Shotgun-toting posse targets Newberry S.C. pests.


Mar 11, 2001
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Shotgun-toting posse targets Newberry S.C. pests.

By KENNETH A. HARRIS,  Staff Writer

Newberry Police Chief Jackie Swindler paced Main Street with his shotgun early Monday as he waited for the intruders.

With a couple of blasts, the city’s top cop downed one of the invaders — a pigeon.

Swindler and eight to 10 others stalked Newberry’s historic district in an effort to rid the city of a growing pests. Several blocks were cordoned off about 7 a.m. as the men — hand-picked by the chief — mounted rooftops or walked downtown streets shooting pigeons as they flew.

Swindler estimated police have been shooting pigeons downtown at least once a year for about 12 years.

“Now, not only businesses are back downtown, but people are living above the businesses. So, this is really the only way you can do it is to cordon off the downtown area and have an organized pigeon shoot.”

The birds, the chief said, are a nuisance. The pigeons have been known to fly into windows, breaking them, Swindler said.

“And, of course, then the disease they spread,” Swindler said. “They’re covered with mites and such. Then, they also defecate all over the place and mess up people’s buildings and the entrances to the buildings.”

Jeff Shacker, the city’s economic development coordinator, said he’s received complaints about the birds. Letters, he said, were sent to residents and business owners informing them of their course of action. Shacker said no complaints were received.

“It’s just a way we’ve found to thin the flock,” Shacker said. “I know over the years we’ve contacted the humane society and some other organizations about how we could effectively deal with them. They offered no counterproposal about how we could thin them. So, Chief Swindler organized this (pigeon shoot).”

Swindler said he chooses marksmen experienced in dove hunting or skeet shooting. He estimated they shot about two dozen pigeons Monday.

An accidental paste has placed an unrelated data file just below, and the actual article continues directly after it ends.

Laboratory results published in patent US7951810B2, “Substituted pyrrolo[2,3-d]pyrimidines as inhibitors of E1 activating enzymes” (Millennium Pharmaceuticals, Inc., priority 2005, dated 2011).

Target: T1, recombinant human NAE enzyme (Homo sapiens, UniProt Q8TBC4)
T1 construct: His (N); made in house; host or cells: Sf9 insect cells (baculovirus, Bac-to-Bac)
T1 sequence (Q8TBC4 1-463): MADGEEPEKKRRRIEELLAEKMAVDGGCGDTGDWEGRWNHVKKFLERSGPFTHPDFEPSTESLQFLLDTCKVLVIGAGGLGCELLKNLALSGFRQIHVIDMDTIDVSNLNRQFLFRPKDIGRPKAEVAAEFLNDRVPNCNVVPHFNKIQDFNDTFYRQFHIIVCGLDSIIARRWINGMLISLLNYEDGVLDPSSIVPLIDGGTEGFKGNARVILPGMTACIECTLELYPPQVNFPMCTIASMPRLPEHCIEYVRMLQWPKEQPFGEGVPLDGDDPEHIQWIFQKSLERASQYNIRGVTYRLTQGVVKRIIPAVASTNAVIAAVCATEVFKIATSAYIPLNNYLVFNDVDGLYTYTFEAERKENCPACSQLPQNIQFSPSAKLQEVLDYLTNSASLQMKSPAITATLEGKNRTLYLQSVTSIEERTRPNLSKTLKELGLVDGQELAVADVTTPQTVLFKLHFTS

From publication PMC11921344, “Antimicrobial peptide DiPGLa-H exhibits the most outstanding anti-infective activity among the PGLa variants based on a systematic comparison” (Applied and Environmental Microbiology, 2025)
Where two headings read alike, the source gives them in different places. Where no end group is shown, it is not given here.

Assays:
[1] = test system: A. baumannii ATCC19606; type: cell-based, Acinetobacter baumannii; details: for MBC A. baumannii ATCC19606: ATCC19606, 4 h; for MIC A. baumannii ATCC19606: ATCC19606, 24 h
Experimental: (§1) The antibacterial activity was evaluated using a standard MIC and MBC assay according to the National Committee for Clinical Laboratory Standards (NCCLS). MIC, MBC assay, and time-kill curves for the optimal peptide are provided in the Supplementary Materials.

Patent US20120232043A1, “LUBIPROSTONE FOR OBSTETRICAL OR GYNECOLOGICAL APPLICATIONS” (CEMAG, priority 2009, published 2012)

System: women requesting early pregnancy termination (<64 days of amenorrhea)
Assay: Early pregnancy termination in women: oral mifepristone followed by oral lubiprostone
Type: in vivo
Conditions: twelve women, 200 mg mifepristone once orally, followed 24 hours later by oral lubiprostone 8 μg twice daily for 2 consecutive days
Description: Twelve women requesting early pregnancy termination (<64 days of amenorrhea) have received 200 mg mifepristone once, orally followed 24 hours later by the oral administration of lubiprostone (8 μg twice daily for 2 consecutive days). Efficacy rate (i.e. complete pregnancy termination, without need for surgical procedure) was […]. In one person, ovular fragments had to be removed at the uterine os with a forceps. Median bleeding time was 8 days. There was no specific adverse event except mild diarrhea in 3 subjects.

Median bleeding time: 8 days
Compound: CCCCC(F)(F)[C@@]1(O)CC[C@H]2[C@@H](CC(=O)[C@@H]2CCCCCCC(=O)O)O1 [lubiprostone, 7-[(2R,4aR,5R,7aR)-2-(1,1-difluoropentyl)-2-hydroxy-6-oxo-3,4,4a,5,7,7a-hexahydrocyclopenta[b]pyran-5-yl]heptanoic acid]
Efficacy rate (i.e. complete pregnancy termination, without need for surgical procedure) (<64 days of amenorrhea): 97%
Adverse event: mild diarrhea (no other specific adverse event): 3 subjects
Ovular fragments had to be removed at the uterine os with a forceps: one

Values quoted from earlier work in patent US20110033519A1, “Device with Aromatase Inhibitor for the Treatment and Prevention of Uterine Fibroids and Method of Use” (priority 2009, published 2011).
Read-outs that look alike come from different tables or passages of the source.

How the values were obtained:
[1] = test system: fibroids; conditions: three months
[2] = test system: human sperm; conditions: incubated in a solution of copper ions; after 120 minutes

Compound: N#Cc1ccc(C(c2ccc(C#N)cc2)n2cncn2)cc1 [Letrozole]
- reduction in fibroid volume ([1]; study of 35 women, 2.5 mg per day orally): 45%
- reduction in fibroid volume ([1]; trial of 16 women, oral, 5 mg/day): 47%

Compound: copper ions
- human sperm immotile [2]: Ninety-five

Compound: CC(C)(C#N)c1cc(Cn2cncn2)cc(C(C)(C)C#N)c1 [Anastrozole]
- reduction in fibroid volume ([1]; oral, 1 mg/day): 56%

John Nichols said he has been participating since the effort began. Through the years, Swindler and Nichols said there have been no property damage or mishaps.

“You can’t trap them,” Nichols said. “And, you don’t want to poison them. Of course, I don’t know how you would do that. And, it’s unbelievable how they multiply.”

But Irene Phipps-Ruff, director for the Newberry County Animal Shelter, said officials might have been able to find an alternative solution. But she said her agency is under funded and has just enough money to deal with problems created by dogs and cats.

“To say that in the past, we haven’t been helpful doesn’t mean in the present we wouldn’t have been helpful or had some more information,” Phipps-Ruff said.

“Agencies having to work together might have solved the problem a whole lot better than just going and shooting them,” she said. “But this particular time, it was not brought to our attention that they were even contemplating doing this or needed assistance.”

Shacker said the pigeon problem is common in downtown areas. But it’s the solution in Newberry that’s unusual.

Nichols remembers the first organized shooting of pigeons in Newberry. “I thought, ‘that’s going to be real strange, standing on Main Street with a shotgun.’ ”
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